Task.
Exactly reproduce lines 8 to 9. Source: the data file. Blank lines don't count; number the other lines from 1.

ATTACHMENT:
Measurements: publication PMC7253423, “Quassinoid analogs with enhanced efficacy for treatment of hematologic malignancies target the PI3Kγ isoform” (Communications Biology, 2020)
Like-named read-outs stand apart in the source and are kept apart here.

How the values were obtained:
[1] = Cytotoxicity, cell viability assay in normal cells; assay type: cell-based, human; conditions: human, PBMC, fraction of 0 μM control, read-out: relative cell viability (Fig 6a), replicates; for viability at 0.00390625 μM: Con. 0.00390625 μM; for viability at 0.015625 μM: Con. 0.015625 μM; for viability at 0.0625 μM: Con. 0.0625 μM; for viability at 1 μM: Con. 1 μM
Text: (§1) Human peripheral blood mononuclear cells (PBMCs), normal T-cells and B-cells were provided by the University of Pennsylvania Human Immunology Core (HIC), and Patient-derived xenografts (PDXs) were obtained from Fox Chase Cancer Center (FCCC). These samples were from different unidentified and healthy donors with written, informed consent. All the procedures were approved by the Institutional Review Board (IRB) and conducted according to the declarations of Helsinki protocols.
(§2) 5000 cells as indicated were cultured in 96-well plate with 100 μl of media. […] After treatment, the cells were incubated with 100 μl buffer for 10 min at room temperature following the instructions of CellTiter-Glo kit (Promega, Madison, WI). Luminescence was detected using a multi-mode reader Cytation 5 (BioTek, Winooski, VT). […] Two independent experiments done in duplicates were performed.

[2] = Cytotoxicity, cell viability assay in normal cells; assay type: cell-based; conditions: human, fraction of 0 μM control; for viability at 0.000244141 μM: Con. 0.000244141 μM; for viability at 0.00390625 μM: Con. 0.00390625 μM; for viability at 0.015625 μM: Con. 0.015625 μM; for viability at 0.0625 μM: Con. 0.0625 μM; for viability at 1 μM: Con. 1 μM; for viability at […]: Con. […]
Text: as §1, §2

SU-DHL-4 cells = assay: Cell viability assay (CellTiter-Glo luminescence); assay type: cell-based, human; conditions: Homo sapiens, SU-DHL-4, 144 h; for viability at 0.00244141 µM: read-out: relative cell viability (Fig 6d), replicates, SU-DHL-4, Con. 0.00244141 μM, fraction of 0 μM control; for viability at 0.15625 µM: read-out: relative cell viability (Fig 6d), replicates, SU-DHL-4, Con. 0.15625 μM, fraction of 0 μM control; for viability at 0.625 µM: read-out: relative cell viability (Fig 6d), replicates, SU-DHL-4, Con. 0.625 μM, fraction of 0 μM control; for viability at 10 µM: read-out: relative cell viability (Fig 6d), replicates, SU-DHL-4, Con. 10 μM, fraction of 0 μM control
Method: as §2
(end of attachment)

Text: as §1, §2

SU-DHL-4 cells = assay: Cell viability assay (CellTiter-Glo luminescence); assay type: cell-based, human; conditions: Homo sapiens, SU-DHL-4, 144 h; for viability at 0.00244141 µM: read-out: relative cell viability (Fig 6d), replicates, SU-DHL-4, Con. 0.00244141 μM, fraction of 0 μM control; for viability at 0.15625 µM: read-out: relative cell viability (Fig 6d), replicates, SU-DHL-4, Con. 0.15625 μM, fraction of 0 μM control; for viability at 0.625 µM: read-out: relative cell viability (Fig 6d), replicates, SU-DHL-4, Con. 0.625 μM, fraction of 0 μM control; for viability at 10 µM: read-out: relative cell viability (Fig 6d), replicates, SU-DHL-4, Con. 10 μM, fraction of 0 μM control